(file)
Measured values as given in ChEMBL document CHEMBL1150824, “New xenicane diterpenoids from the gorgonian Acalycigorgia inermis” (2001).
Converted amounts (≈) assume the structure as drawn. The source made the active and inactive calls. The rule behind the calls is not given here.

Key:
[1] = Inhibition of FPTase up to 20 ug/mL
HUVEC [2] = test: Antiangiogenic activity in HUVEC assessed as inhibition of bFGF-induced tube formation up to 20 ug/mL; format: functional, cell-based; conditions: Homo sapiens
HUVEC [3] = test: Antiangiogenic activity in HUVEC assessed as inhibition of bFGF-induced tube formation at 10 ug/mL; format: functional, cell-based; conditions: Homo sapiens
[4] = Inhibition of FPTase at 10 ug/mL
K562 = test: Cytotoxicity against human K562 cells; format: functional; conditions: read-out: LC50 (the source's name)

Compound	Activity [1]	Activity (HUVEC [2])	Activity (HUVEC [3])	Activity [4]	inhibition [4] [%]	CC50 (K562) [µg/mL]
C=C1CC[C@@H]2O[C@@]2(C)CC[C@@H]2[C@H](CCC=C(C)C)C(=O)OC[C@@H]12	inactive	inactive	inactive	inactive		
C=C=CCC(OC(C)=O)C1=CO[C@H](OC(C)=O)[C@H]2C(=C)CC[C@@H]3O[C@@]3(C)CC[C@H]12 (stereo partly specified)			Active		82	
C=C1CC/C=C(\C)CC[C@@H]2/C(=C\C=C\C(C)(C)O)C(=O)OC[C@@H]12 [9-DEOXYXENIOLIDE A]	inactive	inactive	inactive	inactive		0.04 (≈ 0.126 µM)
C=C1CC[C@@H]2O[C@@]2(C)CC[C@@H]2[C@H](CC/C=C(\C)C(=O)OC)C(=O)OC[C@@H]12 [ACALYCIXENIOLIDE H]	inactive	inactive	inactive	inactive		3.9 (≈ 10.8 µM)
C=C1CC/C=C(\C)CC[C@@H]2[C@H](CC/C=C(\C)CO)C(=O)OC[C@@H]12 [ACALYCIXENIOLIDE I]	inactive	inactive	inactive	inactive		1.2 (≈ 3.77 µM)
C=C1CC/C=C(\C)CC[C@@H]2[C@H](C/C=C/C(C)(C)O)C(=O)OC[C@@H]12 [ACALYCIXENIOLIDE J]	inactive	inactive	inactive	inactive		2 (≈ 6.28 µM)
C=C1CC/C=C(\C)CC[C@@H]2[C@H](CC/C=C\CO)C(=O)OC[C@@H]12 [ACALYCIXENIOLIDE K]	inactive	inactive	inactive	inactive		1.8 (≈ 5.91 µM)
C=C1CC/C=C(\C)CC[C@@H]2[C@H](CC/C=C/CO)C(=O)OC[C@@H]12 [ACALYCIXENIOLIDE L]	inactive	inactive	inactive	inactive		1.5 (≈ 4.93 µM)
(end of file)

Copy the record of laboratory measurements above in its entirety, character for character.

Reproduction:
Measured values as given in ChEMBL document CHEMBL1150824, “New xenicane diterpenoids from the gorgonian Acalycigorgia inermis” (2001).
Converted amounts (≈) assume the structure as drawn. The source made the active and inactive calls. The rule behind the calls is not given here.

Key:
[1] = Inhibition of FPTase up to 20 ug/mL
HUVEC [2] = test: Antiangiogenic activity in HUVEC assessed as inhibition of bFGF-induced tube formation up to 20 ug/mL; format: functional, cell-based; conditions: Homo sapiens
HUVEC [3] = test: Antiangiogenic activity in HUVEC assessed as inhibition of bFGF-induced tube formation at 10 ug/mL; format: functional, cell-based; conditions: Homo sapiens
[4] = Inhibition of FPTase at 10 ug/mL
K562 = test: Cytotoxicity against human K562 cells; format: functional; conditions: read-out: LC50 (the source's name)

Compound	Activity [1]	Activity (HUVEC [2])	Activity (HUVEC [3])	Activity [4]	inhibition [4] [%]	CC50 (K562) [µg/mL]
C=C1CC[C@@H]2O[C@@]2(C)CC[C@@H]2[C@H](CCC=C(C)C)C(=O)OC[C@@H]12	inactive	inactive	inactive	inactive		
C=C=CCC(OC(C)=O)C1=CO[C@H](OC(C)=O)[C@H]2C(=C)CC[C@@H]3O[C@@]3(C)CC[C@H]12 (stereo partly specified)			Active		82	
C=C1CC/C=C(\C)CC[C@@H]2/C(=C\C=C\C(C)(C)O)C(=O)OC[C@@H]12 [9-DEOXYXENIOLIDE A]	inactive	inactive	inactive	inactive		0.04 (≈ 0.126 µM)
C=C1CC[C@@H]2O[C@@]2(C)CC[C@@H]2[C@H](CC/C=C(\C)C(=O)OC)C(=O)OC[C@@H]12 [ACALYCIXENIOLIDE H]	inactive	inactive	inactive	inactive		3.9 (≈ 10.8 µM)
C=C1CC/C=C(\C)CC[C@@H]2[C@H](CC/C=C(\C)CO)C(=O)OC[C@@H]12 [ACALYCIXENIOLIDE I]	inactive	inactive	inactive	inactive		1.2 (≈ 3.77 µM)
C=C1CC/C=C(\C)CC[C@@H]2[C@H](C/C=C/C(C)(C)O)C(=O)OC[C@@H]12 [ACALYCIXENIOLIDE J]	inactive	inactive	inactive	inactive		2 (≈ 6.28 µM)
C=C1CC/C=C(\C)CC[C@@H]2[C@H](CC/C=C\CO)C(=O)OC[C@@H]12 [ACALYCIXENIOLIDE K]	inactive	inactive	inactive	inactive		1.8 (≈ 5.91 µM)
C=C1CC/C=C(\C)CC[C@@H]2[C@H](CC/C=C/CO)C(=O)OC[C@@H]12 [ACALYCIXENIOLIDE L]	inactive	inactive	inactive	inactive		1.5 (≈ 4.93 µM)